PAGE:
To give you an idea of the enormity of the situation, I should explain. Frager's, a three-building operation with  distinct hardware, paint, and equipment rental stores, has been a piece of living Capitol Hill history, serving the community for the better part of a century. During that time, they've stayed family-owned and operated, with as friendly and knowledgeable a staff as you're likely to find anywhere. In an era when most retail employees aren't paid enough to care about customers' needs or their store's image, Frager's hired local summer help, remembered the names of their visitors (and their visitors' dogs,) and could help you navigate a truly dizzying array of products to find exactly what you needed. When I wanted to reinforce a door frame in my first apartment in a misguided attempt to install a pull-up bar, Frager's cut down a 2x4 and helped me select mounting screws. When countless rides up and down Massachusetts Avenue inevitably shook loose some nut, bolt, or washer from my bike, a Frager's employee would disappear into a room full of tiny plastic boxes, and come back with exactly the piece(s) I needed. As one guy I don't know on Twitter put it, "Everyone on Capitol Hill has something in their home from Frager's." It's nothing short of an icon, a symbol of shared identity. So I can say with certainty that all of us in the crowd were hoping for the place to be saved.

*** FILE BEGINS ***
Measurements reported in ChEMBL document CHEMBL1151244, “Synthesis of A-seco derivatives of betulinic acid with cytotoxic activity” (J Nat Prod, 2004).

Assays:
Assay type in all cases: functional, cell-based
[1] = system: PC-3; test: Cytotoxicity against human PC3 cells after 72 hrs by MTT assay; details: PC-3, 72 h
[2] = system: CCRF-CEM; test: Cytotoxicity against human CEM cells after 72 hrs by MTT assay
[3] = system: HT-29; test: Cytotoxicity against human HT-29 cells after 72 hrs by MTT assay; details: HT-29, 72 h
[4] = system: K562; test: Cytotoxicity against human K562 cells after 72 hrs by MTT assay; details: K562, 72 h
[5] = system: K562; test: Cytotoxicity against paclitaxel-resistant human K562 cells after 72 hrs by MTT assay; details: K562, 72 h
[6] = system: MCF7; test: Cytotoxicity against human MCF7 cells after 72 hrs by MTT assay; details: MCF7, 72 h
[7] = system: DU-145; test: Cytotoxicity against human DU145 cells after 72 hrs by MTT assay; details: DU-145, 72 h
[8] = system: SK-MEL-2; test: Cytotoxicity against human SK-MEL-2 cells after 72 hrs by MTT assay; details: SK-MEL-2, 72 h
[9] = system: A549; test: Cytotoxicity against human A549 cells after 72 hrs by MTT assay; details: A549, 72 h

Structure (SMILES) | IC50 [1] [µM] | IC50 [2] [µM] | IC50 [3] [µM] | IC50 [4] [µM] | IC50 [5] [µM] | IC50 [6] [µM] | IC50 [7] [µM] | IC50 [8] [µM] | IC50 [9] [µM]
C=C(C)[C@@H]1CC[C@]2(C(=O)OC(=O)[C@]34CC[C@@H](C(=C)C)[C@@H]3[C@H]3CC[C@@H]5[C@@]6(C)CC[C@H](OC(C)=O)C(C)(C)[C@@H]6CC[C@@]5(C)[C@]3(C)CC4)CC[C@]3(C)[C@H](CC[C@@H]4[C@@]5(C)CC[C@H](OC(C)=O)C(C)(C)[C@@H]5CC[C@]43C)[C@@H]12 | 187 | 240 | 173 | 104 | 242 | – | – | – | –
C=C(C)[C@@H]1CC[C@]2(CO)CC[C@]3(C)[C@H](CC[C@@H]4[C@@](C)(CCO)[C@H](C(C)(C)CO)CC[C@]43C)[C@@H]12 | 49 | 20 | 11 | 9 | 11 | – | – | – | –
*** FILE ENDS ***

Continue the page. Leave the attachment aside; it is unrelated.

As the moments wore on, though, it only seemed to get worse. At one point, flames started jumping up from the roof:

When the wind would shift, you could catch a glimpse of one of the ladder crews through the smoke:
I have no idea how I made this into a .gif.
At one point, I spied Ward 6 council member (Capitol Hill's representative on the DC legislature) Tommy Wells as he walked behind a fire truck near the building with a gas mask in hand:
I'm no photographer, but it IS him.

And proceeded calmly up the sidewalk to confer with other leaders and news media probably only 50 feet from the fire.
Middle ground, white shirt.